In this sexual assault case, the State was not excused by G.S. 130A-143 (prohibiting the public disclosure of the identity of persons with certain communicable diseases) from pleading in the indictment the existence of the non-statutory aggravating factor that the defendant committed the sexual...

Because there was an insufficient factual basis to support an Alford plea that included an admission to aggravating factors, the court vacated the plea and remanded for proceedings on the original charge. The defendant was charged with the first-degree murder of his wife. He entered an...

State v. Hurt, 235 N.C. App. 174 (July 15, 2014)

In this murder case, the trial court did not err by denying the defendant’s motion to dismiss for insufficient evidence as to the aggravating factor that the offense was especially heinous, atrocious, or cruel. Relying on prior N.C. Supreme Court case law, the court rejected the defendant’s...

Trial court erred by finding a statutory aggravating factor where the evidence used to support the G.S. 15A-1340.16(d)(8) aggravating factor (knowingly created a great risk of death to more than one person by means of a weapon or device which would normally be hazardous to the lives of more than...

State v. Wilkes, 225 N.C. App. 233 (Jan. 15, 2013) aff’d per curiam, 367 N.C. 116 (Oct 4 2013)

The trial court erred by sentencing the defendant in the aggravated range without considering uncontradicted evidence of a mitigating factor. One judge declined to reach this issue.

The trial court did not abuse its discretion by finding that one aggravating factor outweighed six mitigating factors.

State v. Rico, 218 N.C. App. 109 (Jan. 17, 2012) rev’d on other grounds, 366 N.C. 327 (Dec 14 2012)

(1) Even though the defendant pleaded guilty to a crime and admitted an aggravating factor pursuant to a plea agreement, the trial judge still was required to find that an aggravating factor existed and that an aggravated sentence was appropriate. Failure to do so rendered the sentence invalid...

In a case in which the defendant was charged with killing his infant son, the trial court erred by failing to instruct the jury, as provided in G.S. 15A-1340.16(d), that evidence necessary to prove an element of the offense may not be used to prove a factor in aggravation. After the jury found...

State v. Ross, 216 N.C. App. 337 (Oct. 18, 2011)

The trial court erred by submitting to the jury three aggravating factors that had not been alleged in the indictment as required by G.S. 15A-1340.16(a4). The three aggravating factors were that the defendant used a firearm equipped with an unregistered silencing device; the defendant's conduct...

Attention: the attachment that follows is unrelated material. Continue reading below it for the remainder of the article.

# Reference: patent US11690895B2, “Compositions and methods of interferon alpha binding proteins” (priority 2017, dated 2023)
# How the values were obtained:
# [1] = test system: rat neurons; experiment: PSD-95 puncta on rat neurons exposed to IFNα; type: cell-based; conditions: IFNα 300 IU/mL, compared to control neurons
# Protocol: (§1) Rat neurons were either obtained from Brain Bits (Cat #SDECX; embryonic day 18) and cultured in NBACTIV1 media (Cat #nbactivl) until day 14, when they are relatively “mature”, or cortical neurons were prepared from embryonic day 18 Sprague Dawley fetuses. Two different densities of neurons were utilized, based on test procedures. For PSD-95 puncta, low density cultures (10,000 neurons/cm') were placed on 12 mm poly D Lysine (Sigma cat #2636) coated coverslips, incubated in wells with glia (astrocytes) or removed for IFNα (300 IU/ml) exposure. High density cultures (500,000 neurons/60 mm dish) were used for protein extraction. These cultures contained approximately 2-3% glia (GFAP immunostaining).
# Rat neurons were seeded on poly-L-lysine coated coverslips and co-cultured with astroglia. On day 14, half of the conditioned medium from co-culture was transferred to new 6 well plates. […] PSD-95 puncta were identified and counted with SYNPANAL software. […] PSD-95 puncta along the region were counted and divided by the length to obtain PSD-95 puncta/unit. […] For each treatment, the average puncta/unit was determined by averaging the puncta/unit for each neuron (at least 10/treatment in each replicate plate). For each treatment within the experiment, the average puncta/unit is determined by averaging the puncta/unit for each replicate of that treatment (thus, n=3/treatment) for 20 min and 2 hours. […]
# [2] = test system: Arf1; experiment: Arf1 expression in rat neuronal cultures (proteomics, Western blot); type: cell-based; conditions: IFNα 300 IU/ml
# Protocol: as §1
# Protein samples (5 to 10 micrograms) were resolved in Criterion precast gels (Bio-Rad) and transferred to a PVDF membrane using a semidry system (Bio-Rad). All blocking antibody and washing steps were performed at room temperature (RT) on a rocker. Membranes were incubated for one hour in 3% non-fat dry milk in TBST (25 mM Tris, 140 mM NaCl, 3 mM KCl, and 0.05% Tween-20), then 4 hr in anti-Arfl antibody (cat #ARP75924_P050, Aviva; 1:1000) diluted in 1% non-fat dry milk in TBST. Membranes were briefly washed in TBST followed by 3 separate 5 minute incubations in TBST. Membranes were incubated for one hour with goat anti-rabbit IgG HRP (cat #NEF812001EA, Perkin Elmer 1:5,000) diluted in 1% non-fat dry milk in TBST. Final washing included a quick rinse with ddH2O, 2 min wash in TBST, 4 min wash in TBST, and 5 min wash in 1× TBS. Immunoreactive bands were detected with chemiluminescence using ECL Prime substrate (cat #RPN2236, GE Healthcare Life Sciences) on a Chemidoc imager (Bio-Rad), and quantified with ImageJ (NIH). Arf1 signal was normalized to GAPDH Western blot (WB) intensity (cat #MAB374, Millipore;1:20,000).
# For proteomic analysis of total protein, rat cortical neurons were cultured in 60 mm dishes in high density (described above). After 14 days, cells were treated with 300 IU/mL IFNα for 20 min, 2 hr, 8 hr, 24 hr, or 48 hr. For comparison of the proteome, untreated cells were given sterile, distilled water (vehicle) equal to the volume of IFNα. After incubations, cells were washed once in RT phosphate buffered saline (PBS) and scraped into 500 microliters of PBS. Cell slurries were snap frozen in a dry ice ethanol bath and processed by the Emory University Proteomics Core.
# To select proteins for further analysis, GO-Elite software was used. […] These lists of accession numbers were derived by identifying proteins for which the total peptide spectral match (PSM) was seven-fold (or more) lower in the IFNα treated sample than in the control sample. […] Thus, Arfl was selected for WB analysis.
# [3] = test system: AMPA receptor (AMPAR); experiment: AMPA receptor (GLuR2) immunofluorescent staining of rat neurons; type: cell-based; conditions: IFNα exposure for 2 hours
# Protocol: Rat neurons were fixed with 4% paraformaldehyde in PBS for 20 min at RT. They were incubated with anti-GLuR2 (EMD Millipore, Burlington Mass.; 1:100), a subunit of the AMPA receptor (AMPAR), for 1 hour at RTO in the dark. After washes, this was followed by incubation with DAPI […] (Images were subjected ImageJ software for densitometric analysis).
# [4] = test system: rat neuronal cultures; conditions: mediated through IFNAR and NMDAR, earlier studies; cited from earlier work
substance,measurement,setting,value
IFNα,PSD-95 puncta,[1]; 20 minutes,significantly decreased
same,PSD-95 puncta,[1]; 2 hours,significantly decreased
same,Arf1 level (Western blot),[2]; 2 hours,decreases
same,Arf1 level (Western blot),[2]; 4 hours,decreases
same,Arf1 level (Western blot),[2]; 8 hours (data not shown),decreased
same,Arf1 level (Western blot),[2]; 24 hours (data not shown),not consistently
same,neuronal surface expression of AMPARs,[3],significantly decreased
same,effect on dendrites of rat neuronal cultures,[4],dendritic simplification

There was sufficient evidence supporting the trial judge’s submission of the G.S. 15A-1340.16(d)(6) aggravating factor (offense against a law enforcement officer, etc. while engaged in the performance of or because of the exercise of official duties.) to the jury. Subsection (d)(6)'s "engaged in...

Where the trial court determined that one aggravating factor (heinous, atrocious or cruel) outweighed multiple mitigating factors, it acted within its discretion in sentencing the defendant in the aggravated range.

The defendant was improperly sentenced in the aggravated range when the State did not provide proper notice of its intent to present evidence of aggravating factors as required by G.S. 15A-1340.16(a6). The court rejected the State’s argument that a letter regarding plea negotiations sent by the...

The evidence was sufficient to support the aggravating factor that the offense committed was especially heinous, atrocious, or cruel. The defendant assaulted his 72-year-old grandmother, stabbing her, striking her in the head, strangling her, and impaling her with a golf club shaft eight inches...

State v. Davis, 208 N.C. App. 26 (Nov. 16, 2010)

The trial court did not violate G.S. 15A-1340.16(d) (evidence necessary to prove an element of the offense may not be used to prove any factor in aggravation) by submitting, in connection with assault with a deadly weapon charges, the aggravating factor that the defendant “knowingly created a...

In a sexual assault case involving a 13-year-old victim, the evidence was insufficient to establish aggravating factor G.S. 15A-1340.16(d)(15) (took advantage of a position of trust or confidence, including a domestic relationship). The defendant was the stepfather of the victim’s friend. The...

Rejecting the defendant’s argument that the trial court erred by not holding a separate sentencing proceeding for aggravating factors.

There was sufficient evidence to establish the aggravating factor that the defendant had previously been adjudicated delinquent for an offense that would be a B2 felony if it had been committed by an adult. The evidence of that prior adjudication was a Transcript of Admission from the juvenile...